without Internet Explorer,
in 1280 x 960 resolution
1988 was a hell of year. It was for me anyway; it was the year that I was birthed rudely, noisily onto a bed somewhere in the depths of the Shrewsbury Royal Hospital, squawking incoherently for sustenance. Little did I know, what I should really have been getting excited about was the release of Seventh Son of a Seventh Son, Ancient Dreams, Ram It Down, In Battle There Is No Law, Follow Me Into Madness, and all the other quality heavy metal albums recorded in celebration of my coming. Not least, Mournful Cries.
To mark this joyous year was Wino's Mob Rules, or his Piece of Mind, for Saint Vitus. He sounds a little more "clean" here, reaching for higher notes rather than dwelling in the doldrums of his darker performance on the album's predecessor. Much more than on that album, Wino seems to be mixed above the other instruments, much more audible and clear. Chandler seems to be intent on playing around a bit more with his sound, keeping to the winning recipe of warm, velvety guitar riffs developed over the first three albums but with a penchant for more showy, wailing guitar solos and a seeming desire to change up riffs more frequently.
The Saint employ a fast opener once again, the rocking 'The Creeps' with flashy drum solos and Paranoid-style riffing, which flows directly into the album's first classic and its magnum opus, 'Dragon Time.' This track is like 'Born Too Late' slightly accelerated, with a flurry of Hendrix-like soloing and a definitive stoner doom sound in the humming, repeating riff and clattering cymbals. Basically, there are so many things I like about this song. The huge and monstrous 'Shooting Gallery' features a dangerous, marching mid-section that really brings out the sinister side of the Saint. 'Bitter Truth' is a driving, crushing snarl of mean riffing that recalls Candlemass' sophomore from the year before this, while 'The Troll' is like a less malevolent 'Zombie Hunger', oozing forward into a thick and engrossing fuzzy riff and a couple of guitar solos that sound like aircraft going over, slowly. Excuse me while I slip into a stupor. The excellent closer 'Looking Glass' seems to actually precurse Shrinebuilder, a psychedelic stoner doom band Wino would join more than twenty years later, with its low-end groove and fragrant, incense-tinged seventies overtones.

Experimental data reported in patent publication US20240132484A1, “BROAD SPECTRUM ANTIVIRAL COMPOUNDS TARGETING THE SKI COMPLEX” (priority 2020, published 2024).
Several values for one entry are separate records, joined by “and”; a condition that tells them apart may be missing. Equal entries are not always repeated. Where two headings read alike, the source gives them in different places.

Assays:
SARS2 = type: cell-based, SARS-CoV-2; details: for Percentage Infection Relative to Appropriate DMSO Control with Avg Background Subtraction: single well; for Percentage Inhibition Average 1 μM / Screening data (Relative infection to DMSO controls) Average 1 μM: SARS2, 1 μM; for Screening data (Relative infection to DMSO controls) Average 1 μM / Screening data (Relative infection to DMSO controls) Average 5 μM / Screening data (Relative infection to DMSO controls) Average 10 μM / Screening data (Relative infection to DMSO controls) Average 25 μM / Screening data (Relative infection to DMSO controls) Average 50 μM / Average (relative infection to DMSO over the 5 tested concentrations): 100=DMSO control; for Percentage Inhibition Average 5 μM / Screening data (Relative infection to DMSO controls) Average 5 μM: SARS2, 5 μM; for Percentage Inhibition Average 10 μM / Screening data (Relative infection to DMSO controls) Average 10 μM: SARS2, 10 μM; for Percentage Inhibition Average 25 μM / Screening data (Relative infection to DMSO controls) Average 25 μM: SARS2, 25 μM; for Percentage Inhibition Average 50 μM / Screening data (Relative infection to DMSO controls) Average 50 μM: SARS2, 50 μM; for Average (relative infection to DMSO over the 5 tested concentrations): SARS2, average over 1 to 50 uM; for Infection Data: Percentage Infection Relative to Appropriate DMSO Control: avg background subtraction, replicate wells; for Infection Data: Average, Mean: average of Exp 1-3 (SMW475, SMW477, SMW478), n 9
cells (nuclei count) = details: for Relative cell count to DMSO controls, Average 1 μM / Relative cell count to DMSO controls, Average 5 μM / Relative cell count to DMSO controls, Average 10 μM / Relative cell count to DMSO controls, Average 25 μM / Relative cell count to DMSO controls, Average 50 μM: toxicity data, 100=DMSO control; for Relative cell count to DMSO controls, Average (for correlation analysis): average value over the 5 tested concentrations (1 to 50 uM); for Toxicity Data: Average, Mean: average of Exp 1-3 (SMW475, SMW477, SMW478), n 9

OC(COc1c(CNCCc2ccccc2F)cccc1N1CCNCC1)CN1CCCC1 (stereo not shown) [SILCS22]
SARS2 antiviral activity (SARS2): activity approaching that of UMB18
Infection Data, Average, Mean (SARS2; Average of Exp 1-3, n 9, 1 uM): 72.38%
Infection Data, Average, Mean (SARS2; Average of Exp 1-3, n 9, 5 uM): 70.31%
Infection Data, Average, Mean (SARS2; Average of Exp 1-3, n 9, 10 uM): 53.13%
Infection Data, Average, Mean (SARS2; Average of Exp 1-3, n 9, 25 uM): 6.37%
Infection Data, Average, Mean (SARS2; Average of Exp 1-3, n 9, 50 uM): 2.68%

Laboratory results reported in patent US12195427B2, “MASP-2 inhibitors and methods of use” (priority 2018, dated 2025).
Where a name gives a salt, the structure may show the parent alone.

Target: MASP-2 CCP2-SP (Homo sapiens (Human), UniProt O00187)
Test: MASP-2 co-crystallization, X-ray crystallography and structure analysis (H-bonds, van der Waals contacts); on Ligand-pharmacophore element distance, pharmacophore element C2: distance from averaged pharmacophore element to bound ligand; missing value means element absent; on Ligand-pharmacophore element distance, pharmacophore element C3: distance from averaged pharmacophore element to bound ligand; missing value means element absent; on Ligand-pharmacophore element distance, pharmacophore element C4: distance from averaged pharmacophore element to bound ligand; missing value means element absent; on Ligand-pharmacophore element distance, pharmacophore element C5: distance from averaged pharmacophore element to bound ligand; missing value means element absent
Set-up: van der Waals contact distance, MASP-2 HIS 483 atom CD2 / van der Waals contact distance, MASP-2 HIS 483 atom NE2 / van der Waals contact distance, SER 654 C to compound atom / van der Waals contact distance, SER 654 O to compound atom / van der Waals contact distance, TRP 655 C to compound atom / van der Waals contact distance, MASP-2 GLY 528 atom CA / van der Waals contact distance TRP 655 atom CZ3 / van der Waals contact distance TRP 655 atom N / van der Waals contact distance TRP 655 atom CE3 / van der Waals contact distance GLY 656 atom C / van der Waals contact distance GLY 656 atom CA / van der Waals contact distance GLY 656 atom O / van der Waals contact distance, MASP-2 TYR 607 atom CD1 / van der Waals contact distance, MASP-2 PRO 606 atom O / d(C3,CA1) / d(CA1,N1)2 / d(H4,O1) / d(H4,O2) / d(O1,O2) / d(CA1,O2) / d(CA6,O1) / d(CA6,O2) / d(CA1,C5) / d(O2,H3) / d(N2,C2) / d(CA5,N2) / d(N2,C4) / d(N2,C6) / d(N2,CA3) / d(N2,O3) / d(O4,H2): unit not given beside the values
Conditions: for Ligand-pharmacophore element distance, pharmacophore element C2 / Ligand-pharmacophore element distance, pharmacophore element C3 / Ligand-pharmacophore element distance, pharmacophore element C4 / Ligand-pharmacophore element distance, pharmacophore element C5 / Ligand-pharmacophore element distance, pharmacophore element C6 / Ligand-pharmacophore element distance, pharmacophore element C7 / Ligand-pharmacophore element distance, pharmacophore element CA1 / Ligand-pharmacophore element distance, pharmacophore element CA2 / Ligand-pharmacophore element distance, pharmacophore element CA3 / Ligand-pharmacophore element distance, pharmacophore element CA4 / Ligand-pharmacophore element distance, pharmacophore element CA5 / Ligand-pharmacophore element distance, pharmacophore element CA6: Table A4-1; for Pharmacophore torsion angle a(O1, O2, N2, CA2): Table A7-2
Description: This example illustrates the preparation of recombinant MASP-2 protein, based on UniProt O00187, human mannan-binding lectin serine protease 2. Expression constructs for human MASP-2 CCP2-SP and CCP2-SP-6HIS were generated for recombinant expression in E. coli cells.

But with Born Too Late having been a thunderous stamp forward into new and virginal meadows of true and traditional doom, Mournful Cries seems little more than a logical continuation and expansion. In fact, in the whole discography of the band, this is probably the most like the album before it. A few older influences are called up again, and the sound is filled out, and in fact this is one of Chandler's most layered and ambitious walls of murky sound. Some of the best albums you could hear do nothing more than take a winning recipe and improve upon it, and Mournful Cries is one of them.
What the Saint didn't realize is that they were writing music that the soft, flabby infant crapping himself at the time would one day discover with copious glee and enjoyment. Why write such a personal review for Mournful Cries then, the reliable one sandwiched between the more famous Born Too Late and V? These are the albums that infant prizes most highly, the ones which represent consistency and solid songwriting, not so much elaborating on past triumphs but expanding them. In other words, no-nonsense bloody great old school of traditional DOOM in capitals. Mournful Cries is a fourth powerful insertion into the legendary annals of Saint Vitus, little more and definitely nothing less.